It took over 300 million years for
the Rocky Mountains to take the form we see today.
Tectonic forces and the glaciers of various ice ages
pushed and carved the massive rock into the mountains
and valleys that currently exist. The Rocky Mountains
can be thought of as having three distinct ecosystems,
each with its own climate, vegetation and animal life.
The lowest vegetative zone called
the Montane Forest occurs between 6,000 and 9,000 feet
in elevation. It is characterized by varying moisture
and dense forests dominated by Ponderosa Pine and
Douglas Fir. The mammals found here include numerous bat
and squirrel species.
Increasing in altitude, the next
ecosystem is called the Subalpine Zone, occurring
between 9,000 ft and 11,500ft (the tree line). Typical
vegetation includes the Subalpine Fir and the Engelmann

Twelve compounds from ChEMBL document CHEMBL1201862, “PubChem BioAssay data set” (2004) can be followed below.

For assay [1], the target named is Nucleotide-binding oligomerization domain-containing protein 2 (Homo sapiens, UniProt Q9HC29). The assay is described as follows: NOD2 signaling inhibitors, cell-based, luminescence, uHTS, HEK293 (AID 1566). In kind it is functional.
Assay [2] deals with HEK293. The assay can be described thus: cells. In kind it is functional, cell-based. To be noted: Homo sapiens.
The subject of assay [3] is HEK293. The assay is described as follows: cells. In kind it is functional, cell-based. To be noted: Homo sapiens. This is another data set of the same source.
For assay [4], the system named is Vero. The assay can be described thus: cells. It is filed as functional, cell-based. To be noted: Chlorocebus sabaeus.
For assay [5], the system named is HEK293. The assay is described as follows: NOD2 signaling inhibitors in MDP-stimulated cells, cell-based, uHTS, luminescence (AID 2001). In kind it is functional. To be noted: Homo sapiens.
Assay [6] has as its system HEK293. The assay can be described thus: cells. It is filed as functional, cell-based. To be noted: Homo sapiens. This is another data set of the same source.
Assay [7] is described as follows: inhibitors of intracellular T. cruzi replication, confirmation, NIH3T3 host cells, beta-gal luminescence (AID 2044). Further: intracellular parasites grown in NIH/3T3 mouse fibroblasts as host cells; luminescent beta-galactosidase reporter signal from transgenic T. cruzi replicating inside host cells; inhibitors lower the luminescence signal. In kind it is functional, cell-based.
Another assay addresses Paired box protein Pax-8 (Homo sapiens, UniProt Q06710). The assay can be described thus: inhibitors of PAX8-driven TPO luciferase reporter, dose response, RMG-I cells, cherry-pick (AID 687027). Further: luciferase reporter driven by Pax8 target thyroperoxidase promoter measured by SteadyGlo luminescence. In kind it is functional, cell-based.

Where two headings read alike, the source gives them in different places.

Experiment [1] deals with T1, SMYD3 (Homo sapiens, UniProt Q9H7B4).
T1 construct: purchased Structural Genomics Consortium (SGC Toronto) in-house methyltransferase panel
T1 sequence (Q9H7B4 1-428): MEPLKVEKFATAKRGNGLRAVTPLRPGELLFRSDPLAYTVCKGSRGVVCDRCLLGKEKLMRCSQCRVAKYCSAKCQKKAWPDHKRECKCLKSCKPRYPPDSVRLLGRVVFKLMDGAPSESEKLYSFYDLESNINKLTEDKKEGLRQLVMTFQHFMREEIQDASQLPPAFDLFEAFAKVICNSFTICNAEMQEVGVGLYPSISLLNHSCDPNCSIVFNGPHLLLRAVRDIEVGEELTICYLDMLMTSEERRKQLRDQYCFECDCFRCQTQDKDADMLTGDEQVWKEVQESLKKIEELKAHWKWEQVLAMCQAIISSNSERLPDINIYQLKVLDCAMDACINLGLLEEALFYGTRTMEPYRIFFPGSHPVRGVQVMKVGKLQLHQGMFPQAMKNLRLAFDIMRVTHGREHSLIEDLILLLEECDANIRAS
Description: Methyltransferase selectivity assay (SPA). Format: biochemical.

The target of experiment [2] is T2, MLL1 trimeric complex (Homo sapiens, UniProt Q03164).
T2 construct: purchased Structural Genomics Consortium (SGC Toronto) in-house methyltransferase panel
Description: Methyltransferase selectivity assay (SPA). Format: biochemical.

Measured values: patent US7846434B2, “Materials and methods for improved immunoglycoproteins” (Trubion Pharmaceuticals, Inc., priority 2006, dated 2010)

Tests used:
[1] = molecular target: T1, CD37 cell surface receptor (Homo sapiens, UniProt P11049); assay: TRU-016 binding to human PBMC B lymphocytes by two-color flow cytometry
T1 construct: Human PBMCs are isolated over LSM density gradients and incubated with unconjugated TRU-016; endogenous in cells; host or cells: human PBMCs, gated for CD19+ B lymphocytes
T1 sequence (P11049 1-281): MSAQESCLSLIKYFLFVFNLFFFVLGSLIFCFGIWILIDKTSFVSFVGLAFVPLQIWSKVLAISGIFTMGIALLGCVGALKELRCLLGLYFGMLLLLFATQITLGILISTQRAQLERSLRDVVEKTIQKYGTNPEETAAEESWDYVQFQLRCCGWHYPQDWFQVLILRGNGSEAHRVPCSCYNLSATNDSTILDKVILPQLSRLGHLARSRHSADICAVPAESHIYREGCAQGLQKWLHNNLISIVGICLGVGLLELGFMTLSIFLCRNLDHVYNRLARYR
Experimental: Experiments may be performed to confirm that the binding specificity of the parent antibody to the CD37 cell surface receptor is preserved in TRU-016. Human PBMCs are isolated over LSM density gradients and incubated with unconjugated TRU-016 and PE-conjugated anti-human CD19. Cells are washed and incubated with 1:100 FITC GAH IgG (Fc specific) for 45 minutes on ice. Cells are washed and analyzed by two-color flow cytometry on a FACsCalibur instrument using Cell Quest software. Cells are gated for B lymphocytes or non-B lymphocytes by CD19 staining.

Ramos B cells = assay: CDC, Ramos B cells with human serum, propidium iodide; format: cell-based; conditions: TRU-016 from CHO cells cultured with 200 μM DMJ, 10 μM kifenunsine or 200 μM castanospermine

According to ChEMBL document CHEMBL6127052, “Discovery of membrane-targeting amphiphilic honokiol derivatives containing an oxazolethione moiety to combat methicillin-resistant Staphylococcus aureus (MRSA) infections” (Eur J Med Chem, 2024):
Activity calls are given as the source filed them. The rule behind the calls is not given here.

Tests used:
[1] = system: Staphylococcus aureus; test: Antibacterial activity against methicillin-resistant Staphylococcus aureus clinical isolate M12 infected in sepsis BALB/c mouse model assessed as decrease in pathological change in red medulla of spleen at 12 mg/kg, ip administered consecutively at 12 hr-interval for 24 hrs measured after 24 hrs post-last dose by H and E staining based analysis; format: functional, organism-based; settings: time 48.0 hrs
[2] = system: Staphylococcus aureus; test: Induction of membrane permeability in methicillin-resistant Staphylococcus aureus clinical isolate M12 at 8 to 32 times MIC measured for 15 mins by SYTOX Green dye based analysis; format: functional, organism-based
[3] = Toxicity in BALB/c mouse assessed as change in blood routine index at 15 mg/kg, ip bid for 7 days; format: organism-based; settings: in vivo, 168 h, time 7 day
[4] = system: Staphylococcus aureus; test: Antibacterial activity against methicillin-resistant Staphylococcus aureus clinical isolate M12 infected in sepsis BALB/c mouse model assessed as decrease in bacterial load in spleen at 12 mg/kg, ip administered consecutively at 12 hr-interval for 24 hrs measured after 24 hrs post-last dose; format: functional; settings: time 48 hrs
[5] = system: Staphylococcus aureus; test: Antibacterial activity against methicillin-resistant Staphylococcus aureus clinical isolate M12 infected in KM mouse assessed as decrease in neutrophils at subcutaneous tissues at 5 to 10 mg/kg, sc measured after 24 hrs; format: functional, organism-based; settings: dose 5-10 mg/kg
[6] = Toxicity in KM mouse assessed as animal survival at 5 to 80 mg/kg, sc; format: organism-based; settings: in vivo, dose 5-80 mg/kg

Spruce. The snowshoe hare is an animal native to this
The highest zone is the Alpine
Region, which occurs above 11,500ft in a tundra-like
climate. Since this habitat lies above the tree line,
plants consist mostly of small grasses and forbs which
can root in thin soil and survive the high winds and
bitter cold. The North American Pika is a common mammal
to this region.
A mandate from congress
established Rocky Mountain National Park in 1915 in
order to preserve its many important and diverse
ecosystems. The park was established in order to protect
the region from the negative effects of human
settlement. Today, park managers hope someday to return
it to an approximation of its natural, pre-European